The Way of the World is notable for its positive portrayal of independent, intelligent women. Several female characters are impressively independent and contribute their own helpful ideas to the schemes created by Mirabell and Fainall. The servant Foible is noted for her sharp wit and quick mind, which proves useful when she has to deceive Lady Wishfort. Mrs. Fainall is eager to destroy the plans of her adulterous husband even before she finds out he is untrue. Mrs. Marwood demands better treatment from a jealous Fainall and also coerces him to spend his money on her.
Millamant, though, is perhaps the most independent of all the women. Currently the belle of the town and a much sought after bride, she is clearly not the type to rush into marriage because she feels that she needs a man’s support. In the famous “proviso scene” between Mirabell and Millamant, Millamant outlines the terms of her marriage to Mirabell and resolves to retain her independence after marriage. This scene is an important departure from the conventions of the marriage plot—the fundamental plot of any comedy that ends with the engagement or marriage of the hero and heroine—found in other works of this period, expressing thoroughly modern ideas far advanced for Congreve’s time.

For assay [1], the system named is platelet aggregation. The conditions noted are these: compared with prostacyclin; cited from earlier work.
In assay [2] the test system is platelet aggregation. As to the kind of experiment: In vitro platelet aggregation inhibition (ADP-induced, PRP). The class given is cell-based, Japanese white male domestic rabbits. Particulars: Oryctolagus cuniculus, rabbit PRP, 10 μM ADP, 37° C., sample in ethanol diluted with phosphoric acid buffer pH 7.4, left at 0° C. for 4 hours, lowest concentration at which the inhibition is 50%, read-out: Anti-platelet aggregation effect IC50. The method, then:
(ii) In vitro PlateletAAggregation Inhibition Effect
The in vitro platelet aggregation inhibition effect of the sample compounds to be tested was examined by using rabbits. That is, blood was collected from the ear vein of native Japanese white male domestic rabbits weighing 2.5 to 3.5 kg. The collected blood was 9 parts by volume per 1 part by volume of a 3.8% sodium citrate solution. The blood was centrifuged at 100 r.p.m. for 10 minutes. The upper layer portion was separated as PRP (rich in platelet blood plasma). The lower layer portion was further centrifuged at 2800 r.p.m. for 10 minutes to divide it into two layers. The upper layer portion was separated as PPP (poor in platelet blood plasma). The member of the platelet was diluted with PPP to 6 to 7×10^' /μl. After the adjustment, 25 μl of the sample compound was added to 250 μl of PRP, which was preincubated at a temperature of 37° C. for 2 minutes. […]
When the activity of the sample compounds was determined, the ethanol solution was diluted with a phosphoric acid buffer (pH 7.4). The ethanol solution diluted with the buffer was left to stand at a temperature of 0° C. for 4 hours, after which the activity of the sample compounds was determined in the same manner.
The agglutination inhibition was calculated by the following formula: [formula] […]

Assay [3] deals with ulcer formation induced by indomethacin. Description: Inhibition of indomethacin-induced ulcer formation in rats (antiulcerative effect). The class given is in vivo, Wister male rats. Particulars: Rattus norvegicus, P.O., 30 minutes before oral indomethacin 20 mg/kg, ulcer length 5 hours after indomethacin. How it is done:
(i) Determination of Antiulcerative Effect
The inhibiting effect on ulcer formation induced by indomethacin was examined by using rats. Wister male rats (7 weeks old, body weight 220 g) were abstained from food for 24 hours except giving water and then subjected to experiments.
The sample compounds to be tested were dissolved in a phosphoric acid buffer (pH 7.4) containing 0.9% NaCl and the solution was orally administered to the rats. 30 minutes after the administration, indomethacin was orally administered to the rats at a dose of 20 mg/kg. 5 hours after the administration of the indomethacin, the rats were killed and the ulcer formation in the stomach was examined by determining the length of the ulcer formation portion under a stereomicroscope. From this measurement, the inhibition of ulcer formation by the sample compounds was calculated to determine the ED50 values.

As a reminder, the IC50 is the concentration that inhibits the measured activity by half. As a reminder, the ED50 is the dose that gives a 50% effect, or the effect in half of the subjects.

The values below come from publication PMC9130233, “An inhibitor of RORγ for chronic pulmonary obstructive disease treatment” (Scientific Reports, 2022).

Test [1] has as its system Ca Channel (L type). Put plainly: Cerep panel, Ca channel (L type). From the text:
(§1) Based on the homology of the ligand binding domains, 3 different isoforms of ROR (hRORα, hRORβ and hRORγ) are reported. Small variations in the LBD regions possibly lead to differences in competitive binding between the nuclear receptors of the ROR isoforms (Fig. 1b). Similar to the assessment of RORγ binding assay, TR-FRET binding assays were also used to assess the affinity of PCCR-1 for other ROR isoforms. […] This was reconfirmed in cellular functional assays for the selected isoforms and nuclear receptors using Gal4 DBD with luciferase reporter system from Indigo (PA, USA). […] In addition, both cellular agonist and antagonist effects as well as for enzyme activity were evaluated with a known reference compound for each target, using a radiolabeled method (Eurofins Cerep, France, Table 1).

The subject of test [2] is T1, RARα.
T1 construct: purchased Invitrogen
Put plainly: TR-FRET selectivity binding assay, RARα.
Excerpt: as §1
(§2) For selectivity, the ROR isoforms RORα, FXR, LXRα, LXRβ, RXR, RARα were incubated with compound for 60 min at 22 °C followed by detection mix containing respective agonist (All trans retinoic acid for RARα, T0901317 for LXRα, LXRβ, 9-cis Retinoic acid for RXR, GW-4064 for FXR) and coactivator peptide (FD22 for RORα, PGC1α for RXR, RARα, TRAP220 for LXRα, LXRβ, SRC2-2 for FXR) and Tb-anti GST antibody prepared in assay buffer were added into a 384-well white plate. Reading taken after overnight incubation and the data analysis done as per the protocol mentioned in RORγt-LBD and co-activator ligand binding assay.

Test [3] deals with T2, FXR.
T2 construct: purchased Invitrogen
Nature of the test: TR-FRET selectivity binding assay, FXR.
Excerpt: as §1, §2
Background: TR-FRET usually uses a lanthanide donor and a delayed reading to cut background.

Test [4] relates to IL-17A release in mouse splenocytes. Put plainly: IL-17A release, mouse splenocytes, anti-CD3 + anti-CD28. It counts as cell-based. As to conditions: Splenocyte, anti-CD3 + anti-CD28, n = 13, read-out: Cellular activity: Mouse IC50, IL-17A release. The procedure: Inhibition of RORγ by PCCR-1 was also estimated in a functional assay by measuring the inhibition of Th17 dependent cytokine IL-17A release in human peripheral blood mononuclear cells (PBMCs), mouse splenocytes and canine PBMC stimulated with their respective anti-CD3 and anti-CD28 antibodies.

Yet despite these shows of independence, the women of the play are not entirely free from the constraints of a male-dominated society and are not as independent as they initially may seem. Mrs. Fainall requires the help of Mirabell, her former lover, to save her fortune. Millamant’s inheritance depends on whom she marries. Lady Wishfort is almost a victim of Fainall’s plan to blackmail her, a plan based on shaming his wife by exposing her affair with Mirabell. Furthermore, the terms Fainall demands to keep quiet about Lady Wishfort’s scandalous involvement with the disguised Waitwell would have curbed her power as matriarch, as well as cut down her finances.
Female (In)dependence ThemeTracker
Female (In)dependence Quotes in The Way of the World
…if we will be happy, we must find the means in ourselves, and among ourselves.
Men are ever in extremes; either doting or averse. While they are lovers, if they have fire and sense, their jealousies are insupportable: and when they cease to love…they loathe, they look upon us with horror and distaste, they meet us like the ghosts of what we were, and as from such, fly from us.
One’s cruelty is one’s power, and when one parts with one’s cruelty one parts with one’s power, and when one has parted with that, I fancy one’s old and ugly.
…for we shall be sick of one another. I shan’t endure to be reprimanded nor instructed; ’tis so dull to act always by advice, and so tedious to be told of one’s faults, I can’t bear it. Well, I won’t have you, Mirabell—I’m resolved…
Poison him? Poisoning’s too good for him. Starve him, madam, starve him; marry Sir Rowland, and get him disinherited.
Oh, what luck it is, Sir Rowland, that you were present at this juncture! This was the business that brought Mr. Mirabell disguised to Madam Millamant this afternoon. I thought something was contriving, when he stole by me and would have hid his face.
… I will be endowed, in right of my wife, with that six thousand pound, which is the moiety of Mrs. Millamant’s fortune in your possession, and which she has forfeited (…by the last will and testament of your deceased husband…) by her disobedience in contracting herself against your consent or knowledge, and by refusing the offered match with Sir Wilfull Witwoud